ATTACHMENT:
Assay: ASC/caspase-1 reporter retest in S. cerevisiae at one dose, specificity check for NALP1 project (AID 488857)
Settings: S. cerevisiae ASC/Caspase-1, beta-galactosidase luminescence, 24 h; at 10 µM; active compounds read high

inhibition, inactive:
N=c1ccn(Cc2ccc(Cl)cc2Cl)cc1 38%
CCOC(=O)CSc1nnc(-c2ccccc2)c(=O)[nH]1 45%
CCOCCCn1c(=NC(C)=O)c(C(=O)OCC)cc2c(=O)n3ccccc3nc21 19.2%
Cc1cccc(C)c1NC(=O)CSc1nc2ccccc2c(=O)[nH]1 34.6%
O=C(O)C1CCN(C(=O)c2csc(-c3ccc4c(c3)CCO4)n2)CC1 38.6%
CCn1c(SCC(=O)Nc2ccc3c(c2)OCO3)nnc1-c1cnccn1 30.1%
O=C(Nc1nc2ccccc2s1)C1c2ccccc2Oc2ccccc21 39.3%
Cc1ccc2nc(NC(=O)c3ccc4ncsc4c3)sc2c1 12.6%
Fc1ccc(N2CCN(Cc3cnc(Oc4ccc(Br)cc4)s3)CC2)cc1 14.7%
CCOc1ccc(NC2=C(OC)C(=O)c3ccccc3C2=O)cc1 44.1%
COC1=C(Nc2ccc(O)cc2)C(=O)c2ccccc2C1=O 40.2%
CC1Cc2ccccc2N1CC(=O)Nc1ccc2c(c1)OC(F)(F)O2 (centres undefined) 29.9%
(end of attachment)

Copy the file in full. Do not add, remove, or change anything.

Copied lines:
Assay: ASC/caspase-1 reporter retest in S. cerevisiae at one dose, specificity check for NALP1 project (AID 488857)
Settings: S. cerevisiae ASC/Caspase-1, beta-galactosidase luminescence, 24 h; at 10 µM; active compounds read high

inhibition, inactive:
N=c1ccn(Cc2ccc(Cl)cc2Cl)cc1 38%
CCOC(=O)CSc1nnc(-c2ccccc2)c(=O)[nH]1 45%
CCOCCCn1c(=NC(C)=O)c(C(=O)OCC)cc2c(=O)n3ccccc3nc21 19.2%
Cc1cccc(C)c1NC(=O)CSc1nc2ccccc2c(=O)[nH]1 34.6%
O=C(O)C1CCN(C(=O)c2csc(-c3ccc4c(c3)CCO4)n2)CC1 38.6%
CCn1c(SCC(=O)Nc2ccc3c(c2)OCO3)nnc1-c1cnccn1 30.1%
O=C(Nc1nc2ccccc2s1)C1c2ccccc2Oc2ccccc21 39.3%
Cc1ccc2nc(NC(=O)c3ccc4ncsc4c3)sc2c1 12.6%
Fc1ccc(N2CCN(Cc3cnc(Oc4ccc(Br)cc4)s3)CC2)cc1 14.7%
CCOc1ccc(NC2=C(OC)C(=O)c3ccccc3C2=O)cc1 44.1%
COC1=C(Nc2ccc(O)cc2)C(=O)c2ccccc2C1=O 40.2%
CC1Cc2ccccc2N1CC(=O)Nc1ccc2c(c1)OC(F)(F)O2 (centres undefined) 29.9%